It’s no secret that over the years ninebullets.net went from being huge Shooter Jennings fans to Shooter being one of our favorite punching bags. We don’t write very many negative reviews ‘round these parts, but when we do, the odds suggest that it’s probably a Shooter album we were writing about. In hindsight, it was starting to get mean spirited, but I honestly did not like those albums.
Family Man seems to have found Shooter a lot more centered in his life and the songs reflect that, while his sound has begun to drift back to that of his earlier albums. The album opens with “The Real Me,” which starts off with a classic country sound before breaking off into a chorus that’s a playful turn of words. To be honest, I didn’t like this song at first but after a few listens it’s begun to be one of my favorite tracks on the cd. Up next is a pretty contemporary tune, “The Long Road Ahead”, which features Tom Morello (Rage Against The Machine) and Eleanor Whitmore (The Mastersons). This song has been one of my favorite songs on the album from first listen and shows no signs of relenting. “The Deed and The Dollar”, the debut single off the album, is a touching tribute to Shooter’s wife which shows a more tender side that’s not seen too much in music these days. Some of the other standout tracks on the album include “Summer Dreams”, which would have been at home on any 80’s country radio station, and “The Family Tree”, which almost has a mid-70’s Jimmy Buffett feel to it.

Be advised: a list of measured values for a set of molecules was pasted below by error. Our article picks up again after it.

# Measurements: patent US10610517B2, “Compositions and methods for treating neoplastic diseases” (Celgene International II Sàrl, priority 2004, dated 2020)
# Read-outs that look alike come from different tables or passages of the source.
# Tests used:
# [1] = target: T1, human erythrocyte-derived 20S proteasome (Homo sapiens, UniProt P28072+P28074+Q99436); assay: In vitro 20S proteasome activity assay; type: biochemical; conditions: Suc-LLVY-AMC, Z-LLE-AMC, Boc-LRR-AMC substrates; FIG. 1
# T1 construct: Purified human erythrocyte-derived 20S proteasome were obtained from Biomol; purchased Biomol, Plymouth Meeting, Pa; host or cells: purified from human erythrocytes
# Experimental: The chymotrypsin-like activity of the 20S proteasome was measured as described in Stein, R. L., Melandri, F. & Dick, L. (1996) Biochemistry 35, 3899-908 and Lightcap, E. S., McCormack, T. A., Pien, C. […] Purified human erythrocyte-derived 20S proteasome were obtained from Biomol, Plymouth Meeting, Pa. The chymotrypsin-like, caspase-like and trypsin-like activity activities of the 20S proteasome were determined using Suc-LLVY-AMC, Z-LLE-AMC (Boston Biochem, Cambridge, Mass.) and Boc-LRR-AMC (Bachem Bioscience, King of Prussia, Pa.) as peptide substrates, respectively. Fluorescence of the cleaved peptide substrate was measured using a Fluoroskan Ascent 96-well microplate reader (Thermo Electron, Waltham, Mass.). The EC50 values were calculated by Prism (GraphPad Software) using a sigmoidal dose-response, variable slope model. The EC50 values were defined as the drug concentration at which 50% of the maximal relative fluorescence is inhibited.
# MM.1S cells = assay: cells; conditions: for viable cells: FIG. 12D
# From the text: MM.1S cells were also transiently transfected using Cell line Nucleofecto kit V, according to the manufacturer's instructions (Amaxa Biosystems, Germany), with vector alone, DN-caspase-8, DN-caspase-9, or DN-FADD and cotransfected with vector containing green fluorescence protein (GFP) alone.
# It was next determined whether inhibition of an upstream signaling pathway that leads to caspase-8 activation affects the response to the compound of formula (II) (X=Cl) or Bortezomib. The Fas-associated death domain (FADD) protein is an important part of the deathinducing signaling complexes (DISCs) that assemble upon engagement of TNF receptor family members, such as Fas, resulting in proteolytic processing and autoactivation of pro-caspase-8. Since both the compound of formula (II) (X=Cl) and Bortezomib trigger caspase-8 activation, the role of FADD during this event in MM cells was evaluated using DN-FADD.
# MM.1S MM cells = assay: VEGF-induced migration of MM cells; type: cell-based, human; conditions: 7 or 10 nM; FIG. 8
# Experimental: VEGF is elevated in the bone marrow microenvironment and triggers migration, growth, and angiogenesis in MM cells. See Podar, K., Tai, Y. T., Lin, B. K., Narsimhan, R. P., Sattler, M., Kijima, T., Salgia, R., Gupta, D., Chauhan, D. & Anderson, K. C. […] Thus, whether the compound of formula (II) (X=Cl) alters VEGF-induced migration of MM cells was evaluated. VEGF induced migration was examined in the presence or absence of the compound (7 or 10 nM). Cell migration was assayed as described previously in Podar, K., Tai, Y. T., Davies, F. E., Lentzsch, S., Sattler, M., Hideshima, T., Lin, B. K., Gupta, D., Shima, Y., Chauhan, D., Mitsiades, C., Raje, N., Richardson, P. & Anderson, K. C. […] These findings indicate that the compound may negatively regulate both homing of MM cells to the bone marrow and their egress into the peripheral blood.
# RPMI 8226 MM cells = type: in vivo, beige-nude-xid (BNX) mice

My favorite song on the cd has to be “Daddy’s Hands”, which came along right at the perfect time. It’s no secret that my Dad’s sick and this song basically describes my reality right now and, if I’m being honest, when things aren’t going so well with him it’s difficult for me to listen to it.
In the end, the only song on the album that I outright dislike is “The Black Dog”, and everytime I listen to the album I wonder how it made it into the track listing. I guess what I’m saying is that the ninebullets.net pendulem has swung back into the “pro-Shooter” camp and hopefully he won’t put out an industrial-rock album next.
If he does, at least we’ll have The Family Man, an album that I believe is Essential Listening.